Lecture Notes Updated Friday, 06-Jan-2006 19:34:59 EST

Propulsion

• Newton's Laws of Mechanical Motion (usually just called Newton's Laws)
• Apply to the motion of all objects in our everyday experience (exceptions are very large objects, such as massive stars, and very small objects, such as atoms)
• Can use these to understand fundamentals of propulsion
• Newton's First Law -- Object at rest remains at rest, or object with some velocity maintains this, unless an external force acts upon the object
• Velocity refers to both the speed and direction of motion
• Force is the amount of push or pull exerted against an object
• Internal forces (i.e., forces between atoms that hold the object together) do not affect overall motion of the object
• Examples
• Object sitting motionless on a surface doesn't begin to move until an external force pushes it
• Baseball thrown horizontally would continue moving in a straight horizontal line, except that the force of gravity changes its velocity (both direction and speed)
• Satellite moving in deep space (very far from any significant gravitational sources) moves on a straight path and with constant speed until it approaches a star and experiences a gravitational force
• Newton's Second Law -- relationship between an external force, the mass of an object, and the change in the object's velocity is given by
where F = external force, m = object's mass, a = object's acceleration (rate at which velocity changes)
• Mass (m) is the amount of matter in an object (i.e. a measure of the number and type of atoms contained)
• Weight (w) is the force that gravity exerts on an object
where g = 9.8 meters/sec2 if w is in Newtons (N) and m is in kilograms (kg) -- metric system of units
• Example
If F = 10 N and m = 2 kg, then

• Newton's Third Law -- when two objects exert forces on each other, the forces are equal in magnitude (strength) and opposite in direction. This law is also stated as "for every action, there is an equal and opposite reaction."
• Example -- rubber-band cart (shown in class)
• (A rubber band is stretched between two nails on the top of a cart that can roll easily on top of flat table. A wooden block is placed against the rubber band and pulled so that the rubber band elongates. When the block is released, it flies to the left, while the cart rolls to the right.)
• Apply Newton's laws
• 3rd law: the action is the motion of the block and the reaction is the motion of the cart. These motions are caused by forces that the block and cart exert on each other, through the rubber band.
• 2nd law: rubber band exerts a force F against the block of mass mb ; block accelerates at rate a = F/mbF is the same as the tension in the rubber band. Also, rubber band exerts force F (but in opposite direction) against the cart (mass of mc), so cart accelerates with a = F/mc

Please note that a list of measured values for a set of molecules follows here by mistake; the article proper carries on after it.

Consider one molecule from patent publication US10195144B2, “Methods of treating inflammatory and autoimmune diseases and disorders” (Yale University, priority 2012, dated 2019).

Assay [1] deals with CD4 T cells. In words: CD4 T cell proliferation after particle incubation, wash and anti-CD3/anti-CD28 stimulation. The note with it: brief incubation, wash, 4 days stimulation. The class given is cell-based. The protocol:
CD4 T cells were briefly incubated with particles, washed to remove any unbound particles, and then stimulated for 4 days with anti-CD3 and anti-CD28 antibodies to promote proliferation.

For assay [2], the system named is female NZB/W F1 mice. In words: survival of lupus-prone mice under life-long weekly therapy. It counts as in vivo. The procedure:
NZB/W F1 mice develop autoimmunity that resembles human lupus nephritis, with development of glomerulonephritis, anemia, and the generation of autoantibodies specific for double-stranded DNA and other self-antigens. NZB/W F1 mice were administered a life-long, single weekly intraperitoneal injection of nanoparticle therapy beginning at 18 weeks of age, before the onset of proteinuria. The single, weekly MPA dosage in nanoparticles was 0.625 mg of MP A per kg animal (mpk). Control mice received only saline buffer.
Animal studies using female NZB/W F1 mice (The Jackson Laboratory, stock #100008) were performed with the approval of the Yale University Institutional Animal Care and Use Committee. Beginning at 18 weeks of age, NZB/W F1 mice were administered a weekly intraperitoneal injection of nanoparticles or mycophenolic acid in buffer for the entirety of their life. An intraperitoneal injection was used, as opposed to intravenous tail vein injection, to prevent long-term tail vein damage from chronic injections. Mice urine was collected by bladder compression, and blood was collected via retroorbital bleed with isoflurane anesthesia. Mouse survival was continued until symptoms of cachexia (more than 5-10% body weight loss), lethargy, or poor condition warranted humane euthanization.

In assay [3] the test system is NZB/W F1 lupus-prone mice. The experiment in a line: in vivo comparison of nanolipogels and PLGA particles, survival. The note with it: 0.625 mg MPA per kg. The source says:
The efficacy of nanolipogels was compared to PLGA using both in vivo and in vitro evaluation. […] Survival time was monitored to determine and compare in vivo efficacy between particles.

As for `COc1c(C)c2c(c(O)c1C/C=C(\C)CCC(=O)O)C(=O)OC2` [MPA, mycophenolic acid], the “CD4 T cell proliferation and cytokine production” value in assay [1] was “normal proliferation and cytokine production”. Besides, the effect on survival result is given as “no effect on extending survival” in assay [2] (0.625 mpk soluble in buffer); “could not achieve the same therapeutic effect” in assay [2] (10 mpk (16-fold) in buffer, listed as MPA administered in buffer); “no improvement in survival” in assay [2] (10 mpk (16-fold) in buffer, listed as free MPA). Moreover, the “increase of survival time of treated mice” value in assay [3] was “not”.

• Rockets operate also by ejecting objects, only in that case, the objects are the molecules that form the exhaust gases
• Example -- balloon (shown in class)
• An inflated balloon is released and the air inside rushes out, causing the balloon to fly around.
• What makes the balloon move? NOT the escaping air pushing against the outside air!
 Air molecules inside balloon collide with each other and with balloon walls. For each molecule striking the left side, another strikes the right; for each one that strikes the upper left, one strikes the lower right, etc. -- the forces exerted against the balloon then cancel in pairs. But for molecules striking the upper end (shown as blue molecules here), there are no counterparts striking the lower end since it is open. The net force on the balloon is then in the upward direction in this figure.

 In a rocket engine, combustion (high-temperature chemical reaction) generates energetic particles that collide with engine walls and exert forces. As with the balloon, these forces cancel out pair-wise, except for those particles colliding with the top of the rocket (as shown here). Forces acting upward are not balanced by forces acting downward because opening (the exit nozzle) allows particles to escape as exhaust gases. Engine is attached to main rocket, so engine exerts upward force on rocket and entire vehicle accelerates upward.

• If rocket launched vertically from Earth's surface, what is its upward acceleration (i.e., how fast does its speed increase?)
• Apply Newton's 2nd law: F = ma. Here, F is the net force, which will be the difference between the rocket's weight and the thrust (force generated by the rocket engine). F = T - W.
• Example
• rocket weighs 1200 N and engine produces thrust T = 2700 N., so
F = T - W = 2700 - 1200 N = 1500 N
• mass of rocket m = W/g = 1200 N. / 9.8 m/sec2 = 122.4 kg.
• a = F/m = 1500 N./122.4 kg = 12.2 m/sec2
• upward speed at end of 1st second = 12.2 m/sec
upward speed at end of 2nd second = 24.4 m/sec

upward speed at end of 3rd second = 36.6 m/sec

Copyright Ó 1998, Robert G. Melton

Updated Friday, 06-Jan-2006 19:34:59 EST